I thank the committee for the invitation to respond to the Indecon report. I am accompanied by Mr. Larry O'Neill, chief executive officer, CEO, of the South County Dublin Partnership, Mr. Joe Saunders, manager of the ILDN, Ms Anne Fitzgerald, CEO of the Ballyfermot Chapelizod Partnership, and Mr. Eamonn O'Reilly, CEO of the North, East and West Kerry Development and vice chairman of the ILDN. I am CEO of the Dublin North West Area Partnership and chairman of the ILDN's employment and enterprise committee.
This paper is also part of a second paper that will set out for the Government a model for national employment services based on the not-for-profit model delivered by local development companies, LDCs. The service will be characterised by a more targeted approach, nationwide coverage and an initial focus of resources on communities in which the number of employed, underemployed and those on welfare payments remain high.
Members have received a copy of the full paper and I will read a summary version. The ILDN is the representative body for the country's 49 not-for-profit local development companies that deliver community services across the country. LDC boards comprise local, voluntary directors alongside public sector personnel and, in many cases, employers, unions and elected representatives. They link to local economic and community plans and local community development committees, ensuring wide-ranging oversight and democratic accountability.
Each year, LDCs support approximately 15,000 community groups and 173,000 individuals by delivering €330 million worth of State programmes, many for jobseekers, including the back to work enterprise allowance, Tús and the rural social scheme, RSS, local employment services, job clubs, community employment and jobs initiative. Currently ,19 LDCs manage 23 local employment service, LES, contracts. The remaining three are also managed by not-for-profit organisations. These activation supports are integrated with other social inclusion supports, facilitating jobseekers to simultaneously avail of complementary services such as training, childcare and health promotion.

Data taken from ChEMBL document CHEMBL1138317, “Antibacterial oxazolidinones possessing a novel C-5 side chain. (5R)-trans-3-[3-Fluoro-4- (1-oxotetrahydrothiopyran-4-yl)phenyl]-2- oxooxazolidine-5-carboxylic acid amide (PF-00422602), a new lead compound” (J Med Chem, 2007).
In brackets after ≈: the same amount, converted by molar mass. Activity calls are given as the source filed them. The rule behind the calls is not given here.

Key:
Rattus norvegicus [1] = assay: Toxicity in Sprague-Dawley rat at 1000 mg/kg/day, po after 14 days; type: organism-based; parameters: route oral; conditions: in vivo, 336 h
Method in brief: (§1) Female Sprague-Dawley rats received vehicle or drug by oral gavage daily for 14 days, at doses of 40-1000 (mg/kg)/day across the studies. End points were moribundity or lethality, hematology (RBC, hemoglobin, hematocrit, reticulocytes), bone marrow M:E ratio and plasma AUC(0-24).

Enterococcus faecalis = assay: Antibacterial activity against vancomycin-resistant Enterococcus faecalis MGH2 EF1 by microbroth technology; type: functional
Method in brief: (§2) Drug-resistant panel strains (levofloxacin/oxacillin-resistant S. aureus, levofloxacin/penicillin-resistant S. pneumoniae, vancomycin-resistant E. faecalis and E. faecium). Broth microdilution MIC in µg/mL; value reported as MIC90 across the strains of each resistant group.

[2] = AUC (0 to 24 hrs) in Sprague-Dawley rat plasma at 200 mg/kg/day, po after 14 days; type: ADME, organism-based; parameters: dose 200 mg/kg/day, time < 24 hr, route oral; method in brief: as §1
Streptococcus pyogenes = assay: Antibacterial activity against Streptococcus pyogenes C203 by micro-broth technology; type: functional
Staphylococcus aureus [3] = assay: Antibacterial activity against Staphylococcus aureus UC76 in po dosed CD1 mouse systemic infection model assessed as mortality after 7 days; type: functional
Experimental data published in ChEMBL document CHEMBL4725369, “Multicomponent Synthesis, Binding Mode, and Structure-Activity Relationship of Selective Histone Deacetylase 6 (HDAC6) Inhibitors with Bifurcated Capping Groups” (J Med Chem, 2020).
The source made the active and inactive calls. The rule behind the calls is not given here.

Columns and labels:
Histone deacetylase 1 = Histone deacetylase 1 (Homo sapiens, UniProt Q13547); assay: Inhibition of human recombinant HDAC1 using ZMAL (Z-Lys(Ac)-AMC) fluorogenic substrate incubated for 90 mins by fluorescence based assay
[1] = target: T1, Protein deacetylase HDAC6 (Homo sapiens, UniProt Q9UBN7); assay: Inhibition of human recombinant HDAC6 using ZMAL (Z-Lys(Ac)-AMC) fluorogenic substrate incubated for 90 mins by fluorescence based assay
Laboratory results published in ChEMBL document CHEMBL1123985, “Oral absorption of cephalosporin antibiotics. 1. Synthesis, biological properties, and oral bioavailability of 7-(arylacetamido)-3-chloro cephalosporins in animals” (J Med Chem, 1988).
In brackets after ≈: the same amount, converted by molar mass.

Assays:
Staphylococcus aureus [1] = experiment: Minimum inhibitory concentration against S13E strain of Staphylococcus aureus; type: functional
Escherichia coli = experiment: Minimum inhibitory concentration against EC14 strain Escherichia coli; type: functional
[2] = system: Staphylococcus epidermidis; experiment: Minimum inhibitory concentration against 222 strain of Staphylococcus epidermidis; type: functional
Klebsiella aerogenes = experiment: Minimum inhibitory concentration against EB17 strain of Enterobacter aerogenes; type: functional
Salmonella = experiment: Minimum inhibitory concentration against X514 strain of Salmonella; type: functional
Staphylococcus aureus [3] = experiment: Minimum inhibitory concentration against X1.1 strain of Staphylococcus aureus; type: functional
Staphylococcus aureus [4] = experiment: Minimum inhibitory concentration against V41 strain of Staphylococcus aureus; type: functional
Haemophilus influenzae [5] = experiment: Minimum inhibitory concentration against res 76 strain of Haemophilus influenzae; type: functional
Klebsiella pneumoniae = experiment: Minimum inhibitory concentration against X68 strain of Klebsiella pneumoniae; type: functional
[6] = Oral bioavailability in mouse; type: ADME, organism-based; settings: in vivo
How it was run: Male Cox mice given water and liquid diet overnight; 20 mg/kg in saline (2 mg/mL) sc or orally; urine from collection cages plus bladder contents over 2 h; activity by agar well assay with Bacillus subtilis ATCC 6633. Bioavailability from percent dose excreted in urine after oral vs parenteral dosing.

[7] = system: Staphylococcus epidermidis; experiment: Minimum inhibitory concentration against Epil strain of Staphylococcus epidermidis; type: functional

In 2017 Indecon International Economic Consultants completed reviews of the local employment services and job clubs across the country.
It should be borne in mind that in 2016 the local employment service, LES, had been altered considerably from its original purpose and formulation in focusing on the long-term unemployed to a caseload and purpose reformatted for crisis times. The evaluation was not focused on the LES model as it has been designed but rather on a reformulation that had been rapidly constituted. We are now in an era more akin to what the LES had originally been designed for and this submission, while addressing the content of the evaluation, will have a focus on the employment services model required for today's operating environment, as I alluded to. The value of the LES and jobs clubs under review in 2016 was approximately €25 million. Combined, the services employ approximately 400 qualified and experienced staff. In 2016 the LES assisted 47,025 individuals, while jobs clubs assisted a further 19,663, giving a combined total of approximately 66,000 unemployed individuals in 60 separate locations across the country.